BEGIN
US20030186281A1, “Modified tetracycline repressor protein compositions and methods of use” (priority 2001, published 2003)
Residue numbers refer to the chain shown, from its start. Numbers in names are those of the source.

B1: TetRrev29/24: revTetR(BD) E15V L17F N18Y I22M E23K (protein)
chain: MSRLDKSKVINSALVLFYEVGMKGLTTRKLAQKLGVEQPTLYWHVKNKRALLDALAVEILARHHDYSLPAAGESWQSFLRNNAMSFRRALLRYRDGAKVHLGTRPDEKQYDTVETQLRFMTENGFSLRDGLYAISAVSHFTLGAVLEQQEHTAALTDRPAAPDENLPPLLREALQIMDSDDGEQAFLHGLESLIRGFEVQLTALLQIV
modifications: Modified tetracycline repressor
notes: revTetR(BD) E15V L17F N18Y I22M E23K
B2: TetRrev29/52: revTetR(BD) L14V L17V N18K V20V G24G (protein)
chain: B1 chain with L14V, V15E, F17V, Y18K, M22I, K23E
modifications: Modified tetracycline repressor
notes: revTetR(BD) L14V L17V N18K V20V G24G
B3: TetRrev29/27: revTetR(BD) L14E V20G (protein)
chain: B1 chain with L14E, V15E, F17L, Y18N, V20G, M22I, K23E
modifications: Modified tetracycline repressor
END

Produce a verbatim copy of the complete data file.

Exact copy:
US20030186281A1, “Modified tetracycline repressor protein compositions and methods of use” (priority 2001, published 2003)
Residue numbers refer to the chain shown, from its start. Numbers in names are those of the source.

B1: TetRrev29/24: revTetR(BD) E15V L17F N18Y I22M E23K (protein)
chain: MSRLDKSKVINSALVLFYEVGMKGLTTRKLAQKLGVEQPTLYWHVKNKRALLDALAVEILARHHDYSLPAAGESWQSFLRNNAMSFRRALLRYRDGAKVHLGTRPDEKQYDTVETQLRFMTENGFSLRDGLYAISAVSHFTLGAVLEQQEHTAALTDRPAAPDENLPPLLREALQIMDSDDGEQAFLHGLESLIRGFEVQLTALLQIV
modifications: Modified tetracycline repressor
notes: revTetR(BD) E15V L17F N18Y I22M E23K
B2: TetRrev29/52: revTetR(BD) L14V L17V N18K V20V G24G (protein)
chain: B1 chain with L14V, V15E, F17V, Y18K, M22I, K23E
modifications: Modified tetracycline repressor
notes: revTetR(BD) L14V L17V N18K V20V G24G
B3: TetRrev29/27: revTetR(BD) L14E V20G (protein)
chain: B1 chain with L14E, V15E, F17L, Y18N, V20G, M22I, K23E
modifications: Modified tetracycline repressor